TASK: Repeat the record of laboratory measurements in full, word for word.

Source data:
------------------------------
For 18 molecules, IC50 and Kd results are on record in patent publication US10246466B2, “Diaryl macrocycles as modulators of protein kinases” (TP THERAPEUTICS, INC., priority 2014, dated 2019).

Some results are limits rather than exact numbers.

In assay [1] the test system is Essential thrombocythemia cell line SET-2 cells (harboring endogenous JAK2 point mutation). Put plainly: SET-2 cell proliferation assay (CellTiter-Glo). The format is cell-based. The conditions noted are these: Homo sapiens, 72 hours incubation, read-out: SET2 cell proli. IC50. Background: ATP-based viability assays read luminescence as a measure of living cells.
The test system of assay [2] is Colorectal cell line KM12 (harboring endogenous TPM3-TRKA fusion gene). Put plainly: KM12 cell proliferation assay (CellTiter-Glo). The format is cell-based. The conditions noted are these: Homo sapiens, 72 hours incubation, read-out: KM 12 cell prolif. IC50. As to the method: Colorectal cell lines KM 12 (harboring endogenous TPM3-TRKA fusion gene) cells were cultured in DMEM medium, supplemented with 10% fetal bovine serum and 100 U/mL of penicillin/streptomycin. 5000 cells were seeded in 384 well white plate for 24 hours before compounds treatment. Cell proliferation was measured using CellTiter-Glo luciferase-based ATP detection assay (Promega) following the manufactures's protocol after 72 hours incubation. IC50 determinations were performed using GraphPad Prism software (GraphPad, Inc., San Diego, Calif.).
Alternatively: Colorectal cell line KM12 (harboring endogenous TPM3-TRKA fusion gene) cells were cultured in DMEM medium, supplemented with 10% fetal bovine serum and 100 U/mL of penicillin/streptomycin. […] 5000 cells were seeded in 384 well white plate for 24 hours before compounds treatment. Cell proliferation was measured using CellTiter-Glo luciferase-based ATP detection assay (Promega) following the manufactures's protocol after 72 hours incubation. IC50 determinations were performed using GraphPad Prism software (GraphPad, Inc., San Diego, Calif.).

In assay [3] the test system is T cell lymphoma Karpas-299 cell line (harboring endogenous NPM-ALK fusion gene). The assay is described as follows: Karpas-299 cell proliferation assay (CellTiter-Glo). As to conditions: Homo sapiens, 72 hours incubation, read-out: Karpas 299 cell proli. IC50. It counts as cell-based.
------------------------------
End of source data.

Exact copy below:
For 18 molecules, IC50 and Kd results are on record in patent publication US10246466B2, “Diaryl macrocycles as modulators of protein kinases” (TP THERAPEUTICS, INC., priority 2014, dated 2019).

Some results are limits rather than exact numbers.

In assay [1] the test system is Essential thrombocythemia cell line SET-2 cells (harboring endogenous JAK2 point mutation). Put plainly: SET-2 cell proliferation assay (CellTiter-Glo). The format is cell-based. The conditions noted are these: Homo sapiens, 72 hours incubation, read-out: SET2 cell proli. IC50. Background: ATP-based viability assays read luminescence as a measure of living cells.
The test system of assay [2] is Colorectal cell line KM12 (harboring endogenous TPM3-TRKA fusion gene). Put plainly: KM12 cell proliferation assay (CellTiter-Glo). The format is cell-based. The conditions noted are these: Homo sapiens, 72 hours incubation, read-out: KM 12 cell prolif. IC50. As to the method: Colorectal cell lines KM 12 (harboring endogenous TPM3-TRKA fusion gene) cells were cultured in DMEM medium, supplemented with 10% fetal bovine serum and 100 U/mL of penicillin/streptomycin. 5000 cells were seeded in 384 well white plate for 24 hours before compounds treatment. Cell proliferation was measured using CellTiter-Glo luciferase-based ATP detection assay (Promega) following the manufactures's protocol after 72 hours incubation. IC50 determinations were performed using GraphPad Prism software (GraphPad, Inc., San Diego, Calif.).
Alternatively: Colorectal cell line KM12 (harboring endogenous TPM3-TRKA fusion gene) cells were cultured in DMEM medium, supplemented with 10% fetal bovine serum and 100 U/mL of penicillin/streptomycin. […] 5000 cells were seeded in 384 well white plate for 24 hours before compounds treatment. Cell proliferation was measured using CellTiter-Glo luciferase-based ATP detection assay (Promega) following the manufactures's protocol after 72 hours incubation. IC50 determinations were performed using GraphPad Prism software (GraphPad, Inc., San Diego, Calif.).

In assay [3] the test system is T cell lymphoma Karpas-299 cell line (harboring endogenous NPM-ALK fusion gene). The assay is described as follows: Karpas-299 cell proliferation assay (CellTiter-Glo). As to conditions: Homo sapiens, 72 hours incubation, read-out: Karpas 299 cell proli. IC50. It counts as cell-based.